This site is intended for health professionals only

GPs will have to work harder for QOF income as protected points reallocated

The refocusing of QOF so that practices concentrate on expanding flu vaccinations and catching up on cervical screening will see a doubling of points in these areas, with the points recycled from ‘income protected’ indicators.

The BMA said the ‘vast majority’ of QOF points remain protected, but GPs told Pulse they felt the change represented ‘extra work for the same money’.

According to an update from the BMA GP Committee, the points for flu vaccinations and cervical smear indicators will be doubled, from 29 to a total of 58.

Meanwhile points for other areas that practices will be expected to report on remain the same – at 74 for the delivery of modified Quality Improvement domain indicators on early cancer diagnosis and learning disabilities, 44 for prescribing indicators and 81 for disease registers.

However, the value of remaining indicators that practices will not have to actively report have been reduced from 339 to 310. The GPC said these would be paid based on historical activity – and urged practices to continue to deliver good quality care in these areas to demonstrate this is ‘not dependent on contractual requirements’.

NHS England announced last week that QOF would be refocused and restore certain elements, but did not provide details of how the work would be delivered and paid.

The GPC circular stated: ‘QOF guidance to support this approach will be produced very soon but in summary the points relating to influenza and cervical smear targets will be doubled to 58, the points for quality improvement (74), prescribing indicators (44) and disease registers (81) will remain the same and the other indicators (310) will have income protection.’

It added: ‘Income related to this element of QOF will be paid based on historic achievement. We are working on how that will be calculated. We would encourage practices to use their professional judgement in their management of patients with long term conditions, to do what they can within their capacity and capability over the coming months, and by doing so demonstrate that, even at times such as this, the delivery of good quality care is not dependent on contractual requirements.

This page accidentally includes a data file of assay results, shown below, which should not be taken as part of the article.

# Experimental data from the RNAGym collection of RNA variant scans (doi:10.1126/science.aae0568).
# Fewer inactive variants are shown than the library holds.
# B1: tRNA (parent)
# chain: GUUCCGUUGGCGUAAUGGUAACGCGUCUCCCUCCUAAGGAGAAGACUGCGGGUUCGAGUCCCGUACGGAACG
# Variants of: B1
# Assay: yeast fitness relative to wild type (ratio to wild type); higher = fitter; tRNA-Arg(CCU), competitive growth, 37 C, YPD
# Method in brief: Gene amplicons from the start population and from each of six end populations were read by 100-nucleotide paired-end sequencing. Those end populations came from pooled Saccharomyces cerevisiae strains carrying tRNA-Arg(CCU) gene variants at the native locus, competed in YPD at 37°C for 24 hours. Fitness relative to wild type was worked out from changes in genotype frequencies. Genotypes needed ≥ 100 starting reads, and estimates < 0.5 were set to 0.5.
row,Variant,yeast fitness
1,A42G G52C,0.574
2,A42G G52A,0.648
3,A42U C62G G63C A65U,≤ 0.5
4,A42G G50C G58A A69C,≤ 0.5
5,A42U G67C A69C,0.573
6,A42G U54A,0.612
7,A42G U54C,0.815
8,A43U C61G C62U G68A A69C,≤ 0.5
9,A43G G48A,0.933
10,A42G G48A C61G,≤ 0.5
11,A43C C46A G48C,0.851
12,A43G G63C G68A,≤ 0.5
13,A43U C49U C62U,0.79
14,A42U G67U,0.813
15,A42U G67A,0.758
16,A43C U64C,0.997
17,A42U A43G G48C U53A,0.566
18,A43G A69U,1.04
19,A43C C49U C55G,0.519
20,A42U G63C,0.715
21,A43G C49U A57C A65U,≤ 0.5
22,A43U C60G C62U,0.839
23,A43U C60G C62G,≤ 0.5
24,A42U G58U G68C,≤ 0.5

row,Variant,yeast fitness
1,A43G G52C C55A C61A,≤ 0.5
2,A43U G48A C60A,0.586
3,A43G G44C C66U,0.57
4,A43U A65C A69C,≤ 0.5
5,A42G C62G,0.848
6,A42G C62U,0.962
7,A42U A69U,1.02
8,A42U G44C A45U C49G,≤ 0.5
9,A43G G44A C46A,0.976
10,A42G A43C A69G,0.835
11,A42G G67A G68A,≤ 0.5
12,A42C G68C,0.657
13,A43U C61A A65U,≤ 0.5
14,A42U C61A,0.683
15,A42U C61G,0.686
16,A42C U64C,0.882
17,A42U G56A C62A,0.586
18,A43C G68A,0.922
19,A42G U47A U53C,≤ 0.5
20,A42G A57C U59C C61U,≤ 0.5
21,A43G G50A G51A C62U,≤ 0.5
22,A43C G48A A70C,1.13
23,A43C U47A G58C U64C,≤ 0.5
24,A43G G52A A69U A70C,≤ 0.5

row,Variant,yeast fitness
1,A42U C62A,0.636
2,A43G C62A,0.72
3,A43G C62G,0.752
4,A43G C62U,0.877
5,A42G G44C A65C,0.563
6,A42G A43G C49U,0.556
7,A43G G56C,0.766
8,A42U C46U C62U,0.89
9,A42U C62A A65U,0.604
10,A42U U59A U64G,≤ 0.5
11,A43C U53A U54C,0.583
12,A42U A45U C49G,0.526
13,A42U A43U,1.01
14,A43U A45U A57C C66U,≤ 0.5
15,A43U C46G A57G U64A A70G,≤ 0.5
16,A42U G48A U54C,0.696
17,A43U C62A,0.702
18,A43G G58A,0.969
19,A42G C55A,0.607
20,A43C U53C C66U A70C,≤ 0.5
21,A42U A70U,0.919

Dr Simon Bradley, a GP partner in Bristol, said: ‘It was just plain stupid to reinstate QOF points for a date, 1 July, that had already passed. It instantly created a visceral response that these changes were going to be unfair. It confirms those suspicions of unfairness that the extra QOF points for flu and smears appear not to be extra at all, as the total number of points available appears unchanged. If this is true it represents extra work for the same money.’

Dr Dave Triska, a GP in Surrey, said: ‘It’s another weight to be carried by general practice – and feels like a kick in the teeth after the early pandemic efforts. I’ve lost faith with NHSE in the recovery phase… We will come out worse.’

A Norfolk GP, who wished to remain anonymous, added: ‘Relying on NHS England to work out the detail on income protection is laughable given the number of times they have moved the goalposts recently. Throughout this whole thing, practices have been treated unfairly – whether it’s the protection of staff with adequate PPE, or financial security for practices.’

A BMA spokesperson told Pulse: ‘NHSEI didn’t make a commitment to pause QOF for the whole of 2020/21.  This agreement will mean that the vast majority of QOF now does have income protection for the rest of the year, enabling practices to prioritise their work based on their local circumstances as the pandemic progresses.’

The news comes as NICE closed a consultation this week on new proposed QOF indicators for obesity, cancer and vaccinations, which will be subject to negotiations between the BMA and NHS England.

How QOF points have been reallocated

QOF area 2020/21 Contract COVID-19 adjustment Effect on indicators

Quality improvement




Immunisation and screening




Disease registers



No changes

Prescribing indicators



No changes

Other indicators




Source: BMA

Pulse voluntary donation scheme

Since the outbreak of this pandemic, Pulse has strived to support you, whether it be through our resources page, our ‘Clinical Crises’ series, holding policymakers to account with exclusives such as practices being supplied with faulty masks, or GPs being told to stop routine services in the hardest hit areas.

However, good journalism cannot be done on the cheap and, like the whole publishing industry, we have been affected by the economic slowdown. We also strongly believe the content we produce should remain free as we feel it is essential for you. Because of this, we have set up a voluntary donation scheme. There is no compulsion whatsoever to donate. But if you feel we are helping you, and you would like to support us, anything you can spare would be greatly appreciated. Read more here.

Donate here